Country to get four-year $20 billion investment via Gulf fund, has potential to be ‘diamond in the rough’, firm’s CEO says
By Ovunc Kutlu and Gulbin Yildirim
NEW YORK (AA) – U.S.-based multinational alternative investment company National Standard Finance (NSF) will connect Turkey with a $2 trillion funding network that would bring foreign direct investment and help boost the economy, CEO Russell A. Duke told Anadolu Agency.
NSF has links to large foreign institutional and sovereign investors, and with its partners, it has engineered an initiative for Turkey to increase foreign investment and trade, Duke said.
Turkey will first get a four-year $20 billion investment via the soon-to-be-established Turkish Gulf Fund, which will act as the managing entity between investors, institutions and governments of Gulf Cooperation Council (GCC) and their Turkish counterparts to develop and invest in projects in Turkey, he explained.
“We feel confident that the Republic of Turkey has the opportunity to be a diamond in the rough to invest long term amongst emerging economies while also offering more attractive yields to investors than the majority of other global market in the current economic environment,” Duke said.
The fund will benefit Turkey in several ways, he said.
“Turkey’s big problem is that they don’t have liquidity. If you put this kind of liquidity into the market, these will make big movements in monetary system,” Duke said.
Secondly, the initiative and the fund will make western institutional and financial markets, and companies, more comfortable with the idea of investing in Turkey.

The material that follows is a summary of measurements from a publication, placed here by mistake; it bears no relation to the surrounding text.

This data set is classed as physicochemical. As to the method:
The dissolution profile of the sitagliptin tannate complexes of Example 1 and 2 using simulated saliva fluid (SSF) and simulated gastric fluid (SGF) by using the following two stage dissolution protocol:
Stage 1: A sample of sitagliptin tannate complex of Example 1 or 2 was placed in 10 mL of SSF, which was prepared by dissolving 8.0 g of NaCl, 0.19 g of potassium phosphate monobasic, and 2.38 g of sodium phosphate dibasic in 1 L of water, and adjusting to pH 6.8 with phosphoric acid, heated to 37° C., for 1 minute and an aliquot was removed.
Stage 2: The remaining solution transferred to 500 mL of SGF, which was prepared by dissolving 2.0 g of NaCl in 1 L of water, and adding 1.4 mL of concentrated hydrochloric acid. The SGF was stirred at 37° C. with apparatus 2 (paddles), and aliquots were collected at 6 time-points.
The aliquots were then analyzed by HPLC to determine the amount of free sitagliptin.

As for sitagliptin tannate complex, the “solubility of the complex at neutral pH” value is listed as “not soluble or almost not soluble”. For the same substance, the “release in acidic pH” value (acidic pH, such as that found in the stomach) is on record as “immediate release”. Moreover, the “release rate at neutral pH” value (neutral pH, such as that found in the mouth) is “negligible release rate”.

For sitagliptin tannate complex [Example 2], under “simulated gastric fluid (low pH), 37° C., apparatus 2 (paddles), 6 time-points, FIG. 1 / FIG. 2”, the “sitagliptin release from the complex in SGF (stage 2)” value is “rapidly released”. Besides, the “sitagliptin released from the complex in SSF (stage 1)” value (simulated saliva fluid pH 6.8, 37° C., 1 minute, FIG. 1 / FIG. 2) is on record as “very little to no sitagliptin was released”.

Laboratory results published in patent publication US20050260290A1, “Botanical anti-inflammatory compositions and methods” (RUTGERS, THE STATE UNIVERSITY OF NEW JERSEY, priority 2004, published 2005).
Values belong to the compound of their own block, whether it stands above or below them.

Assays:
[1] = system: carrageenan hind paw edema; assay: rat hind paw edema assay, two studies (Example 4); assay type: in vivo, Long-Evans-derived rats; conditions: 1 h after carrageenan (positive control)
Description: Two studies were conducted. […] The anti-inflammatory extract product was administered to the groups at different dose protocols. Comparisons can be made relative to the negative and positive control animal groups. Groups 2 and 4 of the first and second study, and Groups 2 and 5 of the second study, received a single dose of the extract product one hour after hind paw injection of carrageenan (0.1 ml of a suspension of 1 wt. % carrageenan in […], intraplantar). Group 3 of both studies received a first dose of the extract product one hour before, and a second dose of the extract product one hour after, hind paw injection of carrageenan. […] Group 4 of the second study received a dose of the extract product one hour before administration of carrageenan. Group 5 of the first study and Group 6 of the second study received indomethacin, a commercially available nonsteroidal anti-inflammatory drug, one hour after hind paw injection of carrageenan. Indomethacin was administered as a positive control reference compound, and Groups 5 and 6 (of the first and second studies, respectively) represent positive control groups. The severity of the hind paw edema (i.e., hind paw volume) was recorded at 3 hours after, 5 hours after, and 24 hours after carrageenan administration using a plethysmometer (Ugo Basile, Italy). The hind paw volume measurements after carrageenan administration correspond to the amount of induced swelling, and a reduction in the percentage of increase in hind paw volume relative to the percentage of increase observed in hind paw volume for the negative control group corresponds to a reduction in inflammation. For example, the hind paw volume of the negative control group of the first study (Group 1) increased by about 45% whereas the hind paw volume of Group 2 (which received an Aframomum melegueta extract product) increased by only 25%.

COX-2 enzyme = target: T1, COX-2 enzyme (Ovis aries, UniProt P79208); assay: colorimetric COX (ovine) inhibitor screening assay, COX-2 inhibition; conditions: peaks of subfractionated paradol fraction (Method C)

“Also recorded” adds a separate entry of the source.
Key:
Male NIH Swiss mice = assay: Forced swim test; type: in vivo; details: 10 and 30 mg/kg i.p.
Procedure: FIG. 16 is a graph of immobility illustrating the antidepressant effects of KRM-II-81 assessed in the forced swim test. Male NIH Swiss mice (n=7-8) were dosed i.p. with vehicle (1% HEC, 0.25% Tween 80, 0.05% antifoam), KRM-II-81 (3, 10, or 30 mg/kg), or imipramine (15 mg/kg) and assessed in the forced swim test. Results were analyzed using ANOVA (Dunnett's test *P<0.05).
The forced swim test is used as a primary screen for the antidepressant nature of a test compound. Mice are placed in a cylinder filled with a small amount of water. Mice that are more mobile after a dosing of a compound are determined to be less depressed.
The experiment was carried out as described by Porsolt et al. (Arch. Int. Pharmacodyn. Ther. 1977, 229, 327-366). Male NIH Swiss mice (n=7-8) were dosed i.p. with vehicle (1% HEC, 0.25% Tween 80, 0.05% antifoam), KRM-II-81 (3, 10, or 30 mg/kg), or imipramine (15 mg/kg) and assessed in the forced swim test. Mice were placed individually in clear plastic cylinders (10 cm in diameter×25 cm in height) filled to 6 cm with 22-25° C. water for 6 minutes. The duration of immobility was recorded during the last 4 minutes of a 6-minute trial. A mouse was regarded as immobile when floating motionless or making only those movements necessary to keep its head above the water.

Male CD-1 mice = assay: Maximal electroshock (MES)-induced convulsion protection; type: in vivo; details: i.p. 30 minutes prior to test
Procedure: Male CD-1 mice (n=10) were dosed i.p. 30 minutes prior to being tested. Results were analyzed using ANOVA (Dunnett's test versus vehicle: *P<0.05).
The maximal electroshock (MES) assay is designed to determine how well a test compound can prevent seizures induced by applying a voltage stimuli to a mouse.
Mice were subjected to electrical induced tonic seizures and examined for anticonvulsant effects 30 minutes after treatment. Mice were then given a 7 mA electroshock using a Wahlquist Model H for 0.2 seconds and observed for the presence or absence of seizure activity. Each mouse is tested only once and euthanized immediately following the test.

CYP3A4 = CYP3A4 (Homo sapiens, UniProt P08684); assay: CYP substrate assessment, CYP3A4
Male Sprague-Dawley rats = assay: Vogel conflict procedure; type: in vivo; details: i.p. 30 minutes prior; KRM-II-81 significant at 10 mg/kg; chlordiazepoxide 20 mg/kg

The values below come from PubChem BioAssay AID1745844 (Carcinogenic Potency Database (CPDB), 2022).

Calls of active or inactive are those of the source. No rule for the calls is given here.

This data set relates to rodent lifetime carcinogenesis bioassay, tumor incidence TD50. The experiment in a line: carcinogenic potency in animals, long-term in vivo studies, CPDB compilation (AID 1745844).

Thirdly, it will be beneficial to the appreciation of the Turkish lira.
“Once lira gets stronger, that’s going to be an indication that the economy will be more stable,” Duke said.
In 2015, Turkey’s trade deficit was $63 billion. The investment may also help close the gap in Turkey’s trade imbalance, Duke noted.
Turkish lira Wednesday fell to its all-time lowest against major currencies; the value of American dollar jumped to 3.94 against the lira. Duke said he believes this trend will be reversed in three to six months.
“It will be in a more manageable situation, back down to 3.40 range, and then there is a possibility to trend that down further over the next 18 months,” he explained.
Another way the initiative and Turkish Gulf Fund will be beneficial for Turkey is through strengthening its relations with GCC countries and the U.S.
“The long term political and economical stability of Turkey is also very important for the stability of the region as well and this is of significant value to us,” he added.
Duke said he believes that under the newly elected Donald Trump administration, strategic relations between the U.S. and Turkey will improve in the short and long term.
“A stronger relationship between the two countries will help to greatly mitigate political risk of doing business and making foreign direct investment in Turkey by institutional investors,” he added.
Foreign capital will be aimed towards infrastructure projects, as well as real estate, industrial, and energy related areas in Turkey.
Duke said NSF has already begun evaluating projects that have the potential to qualify and be structured for institutional capital from the international financial markets, and the Turkish Gulf Fund will act as the managing entity for each project.
“The timing for that is already underway to establish that … when the public money starts to be actually deployed, the deployment is going to depend on Turkey’s side of how these projects are ready to invest,” he added.